De-boning KFC

The millennials have done it again with our brazen self-entitlement and lazy attitudes. KFC is now officially pushing Original Recipe Boneless chicken, a new product line of white and—wait for it—dark meat chunks.

Photo by Kayla Nguyen.
Photo by Kayla Nguyen.

The millennials have done it again with our brazen self-entitlement and lazy attitudes. KFC is now officially pushing Original Recipe Boneless chicken, a new product line of white and—wait for it—dark meat chunks.

In an effort to address the issue of an aging customer base and to reach a very picky younger generation, the fast food company is aiming to reach an audience that wants easier, more convenient and more portable food options.

Some of KFC’s loyal customer base are bound to get their panties in a bunch at the company’s new focus, but the test markets have shown incredible promise. KFC’s U.S. president, John Cywinski, went so far as to say the company has “never seen such a positive reaction to a test product,” according to ABC News.

It’s taken three years for the company to develop what they consider the brand’s boldest move since its founding more than 60 years ago, and what may ultimately replace the greasy, carcass-filled buckets of thighs, legs and succulent breasts of our childhood.

As a nurtured millennial who grew up on chicken nuggets and was the first to become ecstatic when popcorn chicken showed up, I must shamefully admit that I’m conflicted between utter excitement and disgust at such a product.

On the one hand, you can eat this chicken with literally just that: one hand. That means you have a whole hand free to text the class teammate who keeps harassing you, check your D2L to see if your disorganized instructor decided to add any last-minute coursework, or Facebook your mom to tell her no, you won’t be coming over for dinner, because you’re eating delicious, deep-fried chicken chunks.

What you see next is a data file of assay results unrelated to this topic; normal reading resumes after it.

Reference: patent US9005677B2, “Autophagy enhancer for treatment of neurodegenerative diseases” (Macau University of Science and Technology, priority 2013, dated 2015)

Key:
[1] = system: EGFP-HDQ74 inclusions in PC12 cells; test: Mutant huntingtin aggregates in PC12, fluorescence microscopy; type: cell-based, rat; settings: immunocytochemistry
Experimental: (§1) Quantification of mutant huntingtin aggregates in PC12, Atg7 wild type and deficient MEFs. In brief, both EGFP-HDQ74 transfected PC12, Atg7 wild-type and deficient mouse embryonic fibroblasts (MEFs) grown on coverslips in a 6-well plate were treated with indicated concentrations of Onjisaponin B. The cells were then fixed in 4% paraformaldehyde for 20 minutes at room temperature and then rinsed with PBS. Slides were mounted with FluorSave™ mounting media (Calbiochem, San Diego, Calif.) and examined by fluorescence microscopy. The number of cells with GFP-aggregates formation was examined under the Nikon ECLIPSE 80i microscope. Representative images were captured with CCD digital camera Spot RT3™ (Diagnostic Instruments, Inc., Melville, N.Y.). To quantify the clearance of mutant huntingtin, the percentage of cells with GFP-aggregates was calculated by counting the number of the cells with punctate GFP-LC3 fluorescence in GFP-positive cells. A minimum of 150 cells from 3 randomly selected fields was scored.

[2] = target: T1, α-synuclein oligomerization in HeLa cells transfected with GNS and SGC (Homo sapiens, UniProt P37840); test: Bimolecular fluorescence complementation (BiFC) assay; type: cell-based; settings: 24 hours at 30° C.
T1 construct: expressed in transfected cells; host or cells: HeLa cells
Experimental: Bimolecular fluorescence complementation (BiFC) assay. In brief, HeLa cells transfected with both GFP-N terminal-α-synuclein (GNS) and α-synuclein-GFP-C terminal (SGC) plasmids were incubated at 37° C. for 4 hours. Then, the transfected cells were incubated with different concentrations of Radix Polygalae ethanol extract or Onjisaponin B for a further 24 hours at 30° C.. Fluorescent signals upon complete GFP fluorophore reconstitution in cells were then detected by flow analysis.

KFC is essentially creating a product that caters to customers who just don’t have the energy to use both hands for a meal. People don’t have the energy to grip a chicken breast by its grease and spend a precious 10 minutes of their day on a real, quality dining experience.

The colonel’s company is promoting its rebranding in a giant marketing campaign titled “I ate the bones!” One commercial in particular zooms in on a tray of leftover crumbs as a customer suddenly realizes there aren’t any bones left over. The man hysterically proclaims, “I ate the bones!” evidently indicating that the new product line is so tasty customers won’t even miss the bones.

Unfortunately for our fast-paced generation, such trends indicate a preference for convenience over quality. Well, quality in fast food, anyway. America’s Test Kitchen explained that when bones are cooked in conjunction with meat, they release amino acids, moisture, salt and nucleotides that give the meat more flavor than otherwise. Customers are sacrificing flavor for blander, easier-to-eat food.

Perhaps for some it’s not only a matter of convenience but also an underlying disgust for bones themselves. Bones imply that there once was life, that a real, living creature once needed bones to move around and support all that tender muscle you’re biting into.

With so many dietary and lifestyle movements centered around eating less meat, or being vegetarian or completely vegan, it’s unsurprising that our generation is developing an “ick factor” when it comes to eating dead animals.

Such a shift is possibly more alarming than customers tweeting during meals. The more fun shapes we turn our food into, and the fewer bones we see, the more disconnected we become as consumers from the animals that feed us.

As an omnivore, I don’t find it horrendous that I like the taste of savory, fatty chicken juices melting in my mouth. What is horrendous is being oblivious to what you’re eating and over-indulging to the point of cruelty.

Since the U.S. eats about 8 billion chickens a year (according to Purdue University’s Food Animal Education Network)—or more than 25 chickens per person (calculated from the census data of approximately 315 million people)—there are a lot of dead animals to mark our eating habits. Distancing ourselves from those deaths isn’t a good thing.

Ultimately, this new product campaign brings to light some very concerning habits of millennials that go beyond what older generations might label as lazy. Are we terrible people?

No more so than our predecessors, but we certainly do bring our own evils to the table.